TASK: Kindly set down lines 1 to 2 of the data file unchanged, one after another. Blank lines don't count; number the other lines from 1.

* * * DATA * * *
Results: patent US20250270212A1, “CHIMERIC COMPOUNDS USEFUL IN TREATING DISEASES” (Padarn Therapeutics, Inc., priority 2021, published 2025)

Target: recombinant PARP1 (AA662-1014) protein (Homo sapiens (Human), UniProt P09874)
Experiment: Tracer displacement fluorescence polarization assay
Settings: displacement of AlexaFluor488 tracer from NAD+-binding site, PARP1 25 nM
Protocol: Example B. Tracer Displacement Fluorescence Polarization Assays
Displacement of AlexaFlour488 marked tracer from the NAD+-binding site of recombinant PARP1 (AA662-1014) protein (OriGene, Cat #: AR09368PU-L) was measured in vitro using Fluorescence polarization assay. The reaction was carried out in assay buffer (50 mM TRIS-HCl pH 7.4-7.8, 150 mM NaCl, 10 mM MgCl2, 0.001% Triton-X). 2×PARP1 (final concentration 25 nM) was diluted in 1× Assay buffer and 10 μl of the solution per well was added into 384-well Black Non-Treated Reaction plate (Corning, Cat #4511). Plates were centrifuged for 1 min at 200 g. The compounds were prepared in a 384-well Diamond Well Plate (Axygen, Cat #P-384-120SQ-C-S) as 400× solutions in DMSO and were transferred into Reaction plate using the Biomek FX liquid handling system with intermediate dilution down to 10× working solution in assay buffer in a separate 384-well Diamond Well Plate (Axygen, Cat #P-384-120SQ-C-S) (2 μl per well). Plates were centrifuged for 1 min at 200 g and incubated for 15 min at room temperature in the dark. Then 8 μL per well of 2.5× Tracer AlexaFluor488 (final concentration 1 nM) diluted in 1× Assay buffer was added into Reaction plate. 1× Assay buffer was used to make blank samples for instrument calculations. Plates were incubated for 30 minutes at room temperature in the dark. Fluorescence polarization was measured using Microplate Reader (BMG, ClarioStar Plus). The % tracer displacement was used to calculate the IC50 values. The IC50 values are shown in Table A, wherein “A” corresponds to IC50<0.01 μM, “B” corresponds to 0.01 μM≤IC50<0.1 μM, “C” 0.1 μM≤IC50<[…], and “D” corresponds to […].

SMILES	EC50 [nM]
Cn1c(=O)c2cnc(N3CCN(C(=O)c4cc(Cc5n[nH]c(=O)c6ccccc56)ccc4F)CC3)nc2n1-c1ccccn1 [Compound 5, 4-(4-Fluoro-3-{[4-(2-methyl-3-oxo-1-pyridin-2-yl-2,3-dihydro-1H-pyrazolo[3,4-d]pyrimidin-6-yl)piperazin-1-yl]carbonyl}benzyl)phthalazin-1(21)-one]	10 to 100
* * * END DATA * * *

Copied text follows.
Results: patent US20250270212A1, “CHIMERIC COMPOUNDS USEFUL IN TREATING DISEASES” (Padarn Therapeutics, Inc., priority 2021, published 2025)

Target: recombinant PARP1 (AA662-1014) protein (Homo sapiens (Human), UniProt P09874)